8:25 PM EST, CBS – Line: Patriots -5.5, Over/Under: 55.5
A pair of teams desperately searching for answers clash tonight in Tampa Florida, as the Buccaneers host the reigning Super Bowl Champions New England Patriots at Raymond James Stadium on Thursday Night Football. After securing their fifth Lombardi Trophy of the Brady/Belichick Era and enjoying an uncharacteristically busy Offseason, the Patriots (2-2, 2nd in AFC East) were expected by many to be the overwhelming favorite to once again return to the Super Bowl and raise another championship. In returning nearly the entirety of last year’s roster, including the additions of high-profile acquisitions such as Pro Bowl Cornerback Stephon Gilmore and Receiver Brandin Cooks, Bill Belichick’s charges appeared to be as loaded as they’ve ever been, as he and the Franchise look to maximize the remainder of Tom Brady’s illustrious Hall of Fame career. However, two games into the 2017 campaign and it’s safe to say that things are NOT proceeding as planned in Foxborough, Massachusetts. For a team that has won no less than twelve outings every year since 2009, a 2-2 start is enough to sound the proverbial alarms, even at such an early stage of the term. So just what the hell is going on in New England, you ask? Well, in essence, their Defense has been absolutely abysmal. For all Belichick’s wizardry, his (well-earned) reputation as the game’s foremost defensive strategist is being put to the test by a unit that is allowing a ridiculous 456.8 Total Yards per Game, the sixth-highest figure through the first four games of any season in NFL History, and also represents the most Points relinquished by a team that had led the NFL in Scoring Defense in the previous season since 1970. Let’s take a moment to run down the rest of the numbers, which are quite shocking to say the least; the Patriots have been torched for an average of 32.0 Points (31st Overall), with a league-worst 324.0 Yards (32nd Overall) coming against the Pass on 8.6 Net Yards per Attempt (32nd Overall), and another 132.8 Yards against the run (26th Overall) on 5.1 Yards per Carry (31st Overall). Furthermore, they’ve permitted the second-most Touchdown Passes thus far (Eleven), with their opponents averaging a whopping 40.6 Yards per Drive, easily most in the league despite the fact that their Starting Field Position is their own 25.9-Yard Line, third-best overall. Just look at last week’s stunning 33-30 defeat at home to the Carolina Panthers for evidence of their existing issues. Despite owning a solid Plus-Two Differential in Turnovers, the hosts stood by helpless as the visiting side continued to march up and down the field unabated, racking up a staggering 444 Total Yards, while continuing drives with stunning efficiency converting 6-of-9 of their Third Downs. Panthers’ Quarterback Cam Newton, who had struggled throughout the previous three games of the campaign, recaptured his MVP form from 2015, completing 22-of-29 Passes for 316 Yards and three Touchdowns, while rushing for another forty-four Yards and a score on eight carries. As has become a habit in 2017, New England was once more relegated to relying on Brady (66.5%, 349.8 Y/G, 7.82 NY/A, 10 TD, 0 INT) to save the day, but even for all of the 40-year old’s considerable skills, even he can’t heal what ails this group. The two-time MVP did his best to keep his team in it, completing 32-of-45 Passes for 307 Yards and a pair of Touchdowns, but was sacked another three times, bringing his total thus far to thirteen, which is nearly as many times as he was dropped in the twelve games that he started in 2016. With that said, No. 12 has an opportunity to make some more history tonight, for with another victory Brady will be at 186 on his career during the Regular Season, which would tie him with the likes of Brett Favre and Peyton Manning for the most in NFL History.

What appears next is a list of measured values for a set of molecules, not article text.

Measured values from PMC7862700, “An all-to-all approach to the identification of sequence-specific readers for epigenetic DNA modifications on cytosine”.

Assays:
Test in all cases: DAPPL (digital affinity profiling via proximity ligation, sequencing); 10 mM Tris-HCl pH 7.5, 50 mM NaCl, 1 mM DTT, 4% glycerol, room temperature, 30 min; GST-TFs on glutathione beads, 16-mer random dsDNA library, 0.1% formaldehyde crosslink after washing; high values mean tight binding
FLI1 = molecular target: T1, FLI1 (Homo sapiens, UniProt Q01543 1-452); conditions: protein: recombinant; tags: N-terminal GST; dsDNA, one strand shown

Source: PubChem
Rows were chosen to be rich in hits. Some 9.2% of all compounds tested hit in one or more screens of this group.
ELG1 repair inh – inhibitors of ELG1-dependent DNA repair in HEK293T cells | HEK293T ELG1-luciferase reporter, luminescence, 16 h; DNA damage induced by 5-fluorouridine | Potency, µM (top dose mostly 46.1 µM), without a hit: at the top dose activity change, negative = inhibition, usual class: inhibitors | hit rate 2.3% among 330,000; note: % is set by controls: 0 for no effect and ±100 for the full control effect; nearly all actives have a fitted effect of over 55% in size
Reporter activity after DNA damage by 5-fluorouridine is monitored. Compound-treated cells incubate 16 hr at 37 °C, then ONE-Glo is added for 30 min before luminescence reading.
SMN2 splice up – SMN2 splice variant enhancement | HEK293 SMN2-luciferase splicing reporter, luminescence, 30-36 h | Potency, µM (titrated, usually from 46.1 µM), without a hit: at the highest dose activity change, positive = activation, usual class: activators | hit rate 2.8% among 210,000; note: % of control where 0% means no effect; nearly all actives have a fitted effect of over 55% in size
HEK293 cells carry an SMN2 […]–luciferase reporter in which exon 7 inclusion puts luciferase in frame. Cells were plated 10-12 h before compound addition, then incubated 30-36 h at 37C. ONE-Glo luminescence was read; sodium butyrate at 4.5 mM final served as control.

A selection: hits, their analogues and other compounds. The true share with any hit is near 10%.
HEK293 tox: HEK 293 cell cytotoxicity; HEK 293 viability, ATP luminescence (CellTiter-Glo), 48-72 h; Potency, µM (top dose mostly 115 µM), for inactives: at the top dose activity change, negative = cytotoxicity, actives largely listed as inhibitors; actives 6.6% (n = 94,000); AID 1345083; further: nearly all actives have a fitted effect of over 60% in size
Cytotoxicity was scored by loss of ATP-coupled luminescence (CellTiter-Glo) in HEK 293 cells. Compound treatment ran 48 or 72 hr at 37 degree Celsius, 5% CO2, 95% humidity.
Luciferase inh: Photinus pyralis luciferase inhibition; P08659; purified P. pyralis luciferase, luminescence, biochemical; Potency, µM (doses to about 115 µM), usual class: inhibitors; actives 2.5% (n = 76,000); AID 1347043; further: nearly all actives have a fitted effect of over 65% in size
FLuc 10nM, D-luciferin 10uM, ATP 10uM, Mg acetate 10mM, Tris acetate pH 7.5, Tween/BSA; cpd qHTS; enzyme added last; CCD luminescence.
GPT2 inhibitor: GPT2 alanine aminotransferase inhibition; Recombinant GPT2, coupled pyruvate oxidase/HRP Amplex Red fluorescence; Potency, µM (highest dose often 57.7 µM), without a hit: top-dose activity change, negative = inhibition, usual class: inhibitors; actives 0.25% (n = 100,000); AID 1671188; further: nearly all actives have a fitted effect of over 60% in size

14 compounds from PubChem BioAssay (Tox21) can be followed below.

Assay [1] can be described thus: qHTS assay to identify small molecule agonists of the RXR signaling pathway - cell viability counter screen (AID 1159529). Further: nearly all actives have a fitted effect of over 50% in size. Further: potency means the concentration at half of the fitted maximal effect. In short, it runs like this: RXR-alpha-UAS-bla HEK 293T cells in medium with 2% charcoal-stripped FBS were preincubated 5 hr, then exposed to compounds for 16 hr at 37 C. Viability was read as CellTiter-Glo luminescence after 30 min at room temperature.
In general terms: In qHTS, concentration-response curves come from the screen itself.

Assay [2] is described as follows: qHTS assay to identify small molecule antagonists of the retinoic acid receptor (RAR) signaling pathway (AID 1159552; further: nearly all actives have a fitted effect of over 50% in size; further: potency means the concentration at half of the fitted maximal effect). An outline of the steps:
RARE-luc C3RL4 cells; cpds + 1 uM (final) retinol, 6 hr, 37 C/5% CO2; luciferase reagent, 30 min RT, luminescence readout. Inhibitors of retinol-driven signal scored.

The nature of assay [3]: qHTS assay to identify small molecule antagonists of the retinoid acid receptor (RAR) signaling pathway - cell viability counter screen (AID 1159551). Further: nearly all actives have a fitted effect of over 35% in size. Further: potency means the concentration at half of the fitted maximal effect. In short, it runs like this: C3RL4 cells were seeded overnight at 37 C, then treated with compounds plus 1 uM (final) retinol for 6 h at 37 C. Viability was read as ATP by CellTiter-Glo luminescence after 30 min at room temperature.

Meanwhile, the Buccaneers (2-1, 2nd in NFC South) may not have had the lofty expectations of their opponent tonight, but have nonetheless appeared to be lacking in what was predicted by many to a very important season for the young team, and more specifically their Quarterback Jameis Winston. After a surprise 9-7 campaign that took them to the precipice of the Playoffs, the Bucs looked like a team ahead of schedule, with their heralded Quarterback primed to make the next leap in his evolution. Management clearly had the same feeling, as they went out of their way to surround Winston (63.0%, 288.0 Y/G, 7.37 NY/A, 6 TD, 3 INT) with more dynamic weapons, acquiring Receiver Desean Jackson (9 REC, 143 YDS, 1 TD) in Free Agency, and selecting promising Tight End OJ Howard (4 REC, 92 YDS, 1 TD) with their first pick in the NFL Draft. Even with the past two NFC Champions residing in their division, many around the league were bullish on Dirk Koetter’s charges making a considerable play for the NFC South, returning to the Postseason for the first time since 2008. However, just as New England has found out, these games are rarely ever won on paper alone… First, we’ll take a look at Winston, the former No. One Overall Pick and Heisman, who now in his third season as the Starting Quarterback continues to display the inconsistencies that have begun to make him such a maddening prospect. In last week’s 25-23 escape against the New York Giants, No. 3 put his teammates on his back, completing 22-of-38 Passes for 332 Yards and three Touchdowns, leading the home side fifty-nine Yards down the field with just over two minutes remaining to set up the game-winning 34-Yard Field Goal courtesy of Nick Folk. However, it was a very different story the previous weekend, in which he was harassed constantly by the Minnesota Vikings’ Defense, which sacked him twice and intercepted him three times in the 34-17 loss. Koetter was promoted to Head Coach last season in large part to his rapport with the young gun-slinger, and he must continue to find a way to even out Winston’s play, which even at this point remains erratic. Secondly, and perhaps most surprisingly, is the play of the Defense, which for lack of a better term, has been a disappointment thus far. After a poor start to the 2016 term, the Buccaneers’ Defense really settled into a solid unit, and was one of the prime reasons for the team nearly making the Playoffs, allowing just 18.1 Points over the final eight games of the schedule. With Playmakers scattered throughout all three levels of the unit, big things were expected out of this group, but again, while they’ve looked great on paper, they’ve provided only moments of the greatness, and those moments have been fleeting of late. While Defensive Coordinator Mike Smith’s charges have been solid against the run (78.7 Y/G, 2.9 Y/C), it’s been a completely different story versus the pass, where they’ve been shredded to the tune of 315.7 Yards (31st Overall) on 7.4 Net Yards per Attempt (28th Overall). So yeah, there’s New England’s woeful Pass Defense, and then there’s Tampa’s. Making things even more maddening is the fact that due to their Season Opener against the Dolphins being postponed until later in the season because of Hurricane Irma, the Bucs have only played three games thus far, one less than thirty other teams in the league, and they’ve still be torched the way they’ve been. And making matters worse, opponents have been very keen to exploit this weakness, for no team in the NFL has seen more passes thrown against them than these guys, who’ve had to defend a whopping 42.3 Attempts per Game. Furthermore, allowing the likes of Mike Glennon, Sam Bradford, and Eli Manning to throw the ball all over the field against you is one thing, but with Tom Brady on deck, what can you expect to happen?